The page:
Urban Village - Saskia Sassen - Deep Inside the Global City

Deep Inside the Global City

Saskia Sassen

Hilary Koob-Sassen, UAS, 2017.

Urban Village
January 2018

The frontier is a space where actors from different worlds have an encounter for which there are no established rules of engagement. Whereas the “historic” frontier was at the edges of empire, today’s frontier is deep inside large, complex, and mixed global cities.

These cities, whether in the Global North or South, have become strategic for the functioning of corporate capital. But they have also become strategic for the disadvantaged, outsiders, discriminated minorities, and those who lack power more widely. The disadvantaged and excluded can gain presence in such cities, presence vis-à-vis power and, even more important, vis-à-vis each other. This mix of conditions signals the possibility of a new type of politics, centered around new types of political actors and spaces. It is no longer simply a matter of having power or not. There are new hybrid bases from which to act; spaces where the powerless can make history, even without becoming empowered.

Making the Political

In city after city, informal politics are being made by actors-with-a-project, regardless of whether they themselves are powerful or not. It is particularly the work of making—the public, the political, the imagined—that is critical today, a time when the political space of the nation is becoming increasingly dominated by powerful and unaccountable actors, both private and public.1

The city, unlike office “parks,” for example, enables a kind of public-making work that can produce disruptions. They can render the local and silenced legible. Today’s global cities are one key space for this making. They are one of the few frontier spaces in a world where so much has already been bought up. With all their inequities and conflicts, it is in cities where those without power get to make a history, a local economy, and a culture.

It is the possibility of making that matters here, and we should not squash it. The multiplication of bordered spaces, dividing those whose advantage grows from those who lose ground, is not good for a city. Mixing a city’s differences is far more compelling, enabling, and also often more just—if we think of a vast diverse city that no actor can fully control.

New Borderings

Thinking of the large complex city as an emergent frontier space—that is, a space where multiple differences come together—becomes a tool in the context of increasingly hardwired borderings, of which gated communities are but the most visible manifestation. The use that corporate capital makes of “our” cities is part of that hard bordering, but in a much more consequential way than the more familiar gated communities.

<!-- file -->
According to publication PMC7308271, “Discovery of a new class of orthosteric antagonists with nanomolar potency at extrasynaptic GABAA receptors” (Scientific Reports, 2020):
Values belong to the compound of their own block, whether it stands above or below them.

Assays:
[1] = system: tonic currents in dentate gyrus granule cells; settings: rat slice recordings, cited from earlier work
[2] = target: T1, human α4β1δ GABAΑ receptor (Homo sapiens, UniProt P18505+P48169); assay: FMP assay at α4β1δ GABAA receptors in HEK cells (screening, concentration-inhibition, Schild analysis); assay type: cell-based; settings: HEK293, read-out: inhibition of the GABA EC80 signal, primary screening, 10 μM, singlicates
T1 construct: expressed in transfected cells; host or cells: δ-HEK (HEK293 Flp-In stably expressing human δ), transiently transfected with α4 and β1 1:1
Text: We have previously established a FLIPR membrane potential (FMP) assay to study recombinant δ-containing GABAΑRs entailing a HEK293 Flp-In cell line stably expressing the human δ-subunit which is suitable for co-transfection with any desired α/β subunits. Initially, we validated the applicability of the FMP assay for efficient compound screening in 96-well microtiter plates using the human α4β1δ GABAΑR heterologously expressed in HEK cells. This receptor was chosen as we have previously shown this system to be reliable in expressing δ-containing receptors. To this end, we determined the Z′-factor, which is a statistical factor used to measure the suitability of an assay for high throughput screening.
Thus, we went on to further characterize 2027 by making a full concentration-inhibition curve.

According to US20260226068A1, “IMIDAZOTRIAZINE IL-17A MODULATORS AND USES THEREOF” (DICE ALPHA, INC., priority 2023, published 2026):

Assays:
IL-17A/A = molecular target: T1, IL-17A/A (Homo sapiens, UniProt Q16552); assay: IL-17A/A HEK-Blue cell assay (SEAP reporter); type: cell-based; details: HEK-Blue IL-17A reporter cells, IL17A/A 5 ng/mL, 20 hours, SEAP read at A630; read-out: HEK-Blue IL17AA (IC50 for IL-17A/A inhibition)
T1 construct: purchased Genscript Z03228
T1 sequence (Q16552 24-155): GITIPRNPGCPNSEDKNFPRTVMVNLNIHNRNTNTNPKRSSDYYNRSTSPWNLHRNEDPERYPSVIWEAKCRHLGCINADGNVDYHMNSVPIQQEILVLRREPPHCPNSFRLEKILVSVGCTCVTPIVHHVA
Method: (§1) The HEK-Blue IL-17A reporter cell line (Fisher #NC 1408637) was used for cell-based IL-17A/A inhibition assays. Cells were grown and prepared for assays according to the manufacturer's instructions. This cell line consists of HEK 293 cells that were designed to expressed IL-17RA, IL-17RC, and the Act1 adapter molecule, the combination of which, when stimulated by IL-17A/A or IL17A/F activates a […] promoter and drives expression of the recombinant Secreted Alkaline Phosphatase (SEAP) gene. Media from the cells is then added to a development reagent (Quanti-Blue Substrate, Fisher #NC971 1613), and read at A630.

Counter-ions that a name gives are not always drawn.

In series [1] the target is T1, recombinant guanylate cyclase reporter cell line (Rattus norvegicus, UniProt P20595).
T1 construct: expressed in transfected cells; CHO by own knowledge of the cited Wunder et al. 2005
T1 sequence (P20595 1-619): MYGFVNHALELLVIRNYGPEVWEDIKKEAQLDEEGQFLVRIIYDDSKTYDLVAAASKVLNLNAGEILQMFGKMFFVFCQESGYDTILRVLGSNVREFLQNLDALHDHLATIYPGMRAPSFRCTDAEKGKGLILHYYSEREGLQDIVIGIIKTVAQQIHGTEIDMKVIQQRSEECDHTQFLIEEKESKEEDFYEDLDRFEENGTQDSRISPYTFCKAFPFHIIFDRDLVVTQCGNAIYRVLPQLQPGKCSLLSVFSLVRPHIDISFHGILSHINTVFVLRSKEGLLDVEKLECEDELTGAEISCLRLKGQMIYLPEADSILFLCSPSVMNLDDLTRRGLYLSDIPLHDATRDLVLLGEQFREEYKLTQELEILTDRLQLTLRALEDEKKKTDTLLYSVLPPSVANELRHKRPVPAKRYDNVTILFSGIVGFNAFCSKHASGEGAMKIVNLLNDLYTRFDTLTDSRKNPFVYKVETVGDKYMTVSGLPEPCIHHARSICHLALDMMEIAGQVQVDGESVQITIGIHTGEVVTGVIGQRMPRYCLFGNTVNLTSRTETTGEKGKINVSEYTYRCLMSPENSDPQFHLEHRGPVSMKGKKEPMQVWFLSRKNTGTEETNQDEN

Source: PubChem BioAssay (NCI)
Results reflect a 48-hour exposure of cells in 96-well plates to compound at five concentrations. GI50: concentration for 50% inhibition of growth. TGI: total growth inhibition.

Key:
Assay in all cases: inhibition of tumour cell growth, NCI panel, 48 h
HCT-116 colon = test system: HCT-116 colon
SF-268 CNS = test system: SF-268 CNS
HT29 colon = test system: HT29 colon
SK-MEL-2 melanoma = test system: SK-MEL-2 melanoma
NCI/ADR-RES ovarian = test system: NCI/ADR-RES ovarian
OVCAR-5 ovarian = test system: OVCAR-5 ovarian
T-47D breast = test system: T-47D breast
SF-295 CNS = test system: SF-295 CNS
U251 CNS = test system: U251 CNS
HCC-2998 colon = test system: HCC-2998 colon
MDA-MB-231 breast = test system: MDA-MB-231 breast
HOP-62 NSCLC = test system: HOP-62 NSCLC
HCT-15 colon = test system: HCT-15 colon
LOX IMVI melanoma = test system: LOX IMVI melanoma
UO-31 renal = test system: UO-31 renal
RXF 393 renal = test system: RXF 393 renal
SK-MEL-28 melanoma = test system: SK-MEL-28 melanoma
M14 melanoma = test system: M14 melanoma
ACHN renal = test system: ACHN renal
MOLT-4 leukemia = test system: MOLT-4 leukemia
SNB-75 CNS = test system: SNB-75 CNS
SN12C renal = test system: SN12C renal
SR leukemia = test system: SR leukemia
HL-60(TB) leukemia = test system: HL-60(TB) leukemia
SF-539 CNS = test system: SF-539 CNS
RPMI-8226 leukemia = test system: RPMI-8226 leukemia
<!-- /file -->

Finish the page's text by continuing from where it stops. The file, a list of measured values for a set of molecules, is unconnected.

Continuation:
The common assertion that we live in a far less bordered world than thirty years ago only holds if we consider the traditional borders of the interstate system, and then only for the cross-border flow of capital, information, and particular population groups. In short, it is an extremely limited and partial openness.2

While some barriers for some sectors of our economies and society have indeed been lifted, enabling them to cut across interstate borders, we are far from moving towards a borderless world. For these same sectors are actively making new types of borderings by engaging only certain parts of countries and cities to generate their own “open” cross-border geographies.

These are not old imperial modes where conquerors wanted it all. Today’s financial conquerors want specialized, and selective geographies: they need specific sites within national geographies.3 They do not want to deal with a whole country. They want instruments that allow them to cut across international borders and occupy only the sites of that territory that they need or desire for their own projects—differing radically from the older imperial land grabs.4

In short, the key in a growing number of today’s emergent global urban political situations is not the elimination of more and more inter-state borders. It is rather that powerful actors have made a cross-border space—partly material and partly digital—that cuts across older barriers and occupies only specific areas of each of the countries where it operates.5

A simple illustration of this is the chain of global financial centers that can now be found in all countries that matter to high-finance. Each of these financial centers is a massive material event that installs itself in a city that provides all the key inputs: land, buildings, digital connectivity, and the mix of highly specialized knowledges that go with it all. But unlike old imperial modes, these financial centers have zero interest in conquering a whole country—they only want what they need.